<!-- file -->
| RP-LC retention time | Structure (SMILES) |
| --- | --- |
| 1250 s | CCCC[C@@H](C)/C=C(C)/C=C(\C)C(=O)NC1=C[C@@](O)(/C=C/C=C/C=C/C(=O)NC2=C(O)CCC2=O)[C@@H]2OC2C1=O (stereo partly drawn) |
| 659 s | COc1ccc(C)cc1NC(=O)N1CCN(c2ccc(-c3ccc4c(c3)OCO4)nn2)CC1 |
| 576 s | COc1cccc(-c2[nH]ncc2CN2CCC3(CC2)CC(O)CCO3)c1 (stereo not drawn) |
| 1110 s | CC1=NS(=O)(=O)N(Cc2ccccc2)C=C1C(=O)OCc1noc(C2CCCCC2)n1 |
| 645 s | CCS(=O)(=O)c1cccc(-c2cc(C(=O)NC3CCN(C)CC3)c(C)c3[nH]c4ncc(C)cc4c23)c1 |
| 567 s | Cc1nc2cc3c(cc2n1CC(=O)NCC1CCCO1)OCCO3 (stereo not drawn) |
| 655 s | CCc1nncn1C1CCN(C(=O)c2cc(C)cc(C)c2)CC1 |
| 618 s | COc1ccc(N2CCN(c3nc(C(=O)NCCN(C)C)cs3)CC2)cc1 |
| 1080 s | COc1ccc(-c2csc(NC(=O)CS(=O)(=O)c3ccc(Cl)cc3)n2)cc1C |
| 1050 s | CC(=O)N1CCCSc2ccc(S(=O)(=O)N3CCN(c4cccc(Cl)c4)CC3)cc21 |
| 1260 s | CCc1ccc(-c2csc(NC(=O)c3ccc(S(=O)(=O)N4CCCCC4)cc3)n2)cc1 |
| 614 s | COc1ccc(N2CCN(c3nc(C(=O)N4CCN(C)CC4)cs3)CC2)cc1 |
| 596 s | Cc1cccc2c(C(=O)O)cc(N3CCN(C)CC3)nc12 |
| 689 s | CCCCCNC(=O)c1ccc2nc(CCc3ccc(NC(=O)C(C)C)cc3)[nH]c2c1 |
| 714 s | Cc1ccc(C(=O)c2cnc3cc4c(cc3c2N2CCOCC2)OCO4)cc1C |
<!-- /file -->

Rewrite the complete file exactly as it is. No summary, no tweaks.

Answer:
| RP-LC retention time | Structure (SMILES) |
| --- | --- |
| 1250 s | CCCC[C@@H](C)/C=C(C)/C=C(\C)C(=O)NC1=C[C@@](O)(/C=C/C=C/C=C/C(=O)NC2=C(O)CCC2=O)[C@@H]2OC2C1=O (stereo partly drawn) |
| 659 s | COc1ccc(C)cc1NC(=O)N1CCN(c2ccc(-c3ccc4c(c3)OCO4)nn2)CC1 |
| 576 s | COc1cccc(-c2[nH]ncc2CN2CCC3(CC2)CC(O)CCO3)c1 (stereo not drawn) |
| 1110 s | CC1=NS(=O)(=O)N(Cc2ccccc2)C=C1C(=O)OCc1noc(C2CCCCC2)n1 |
| 645 s | CCS(=O)(=O)c1cccc(-c2cc(C(=O)NC3CCN(C)CC3)c(C)c3[nH]c4ncc(C)cc4c23)c1 |
| 567 s | Cc1nc2cc3c(cc2n1CC(=O)NCC1CCCO1)OCCO3 (stereo not drawn) |
| 655 s | CCc1nncn1C1CCN(C(=O)c2cc(C)cc(C)c2)CC1 |
| 618 s | COc1ccc(N2CCN(c3nc(C(=O)NCCN(C)C)cs3)CC2)cc1 |
| 1080 s | COc1ccc(-c2csc(NC(=O)CS(=O)(=O)c3ccc(Cl)cc3)n2)cc1C |
| 1050 s | CC(=O)N1CCCSc2ccc(S(=O)(=O)N3CCN(c4cccc(Cl)c4)CC3)cc21 |
| 1260 s | CCc1ccc(-c2csc(NC(=O)c3ccc(S(=O)(=O)N4CCCCC4)cc3)n2)cc1 |
| 614 s | COc1ccc(N2CCN(c3nc(C(=O)N4CCN(C)CC4)cs3)CC2)cc1 |
| 596 s | Cc1cccc2c(C(=O)O)cc(N3CCN(C)CC3)nc12 |
| 689 s | CCCCCNC(=O)c1ccc2nc(CCc3ccc(NC(=O)C(C)C)cc3)[nH]c2c1 |
| 714 s | Cc1ccc(C(=O)c2cnc3cc4c(cc3c2N2CCOCC2)OCO4)cc1C |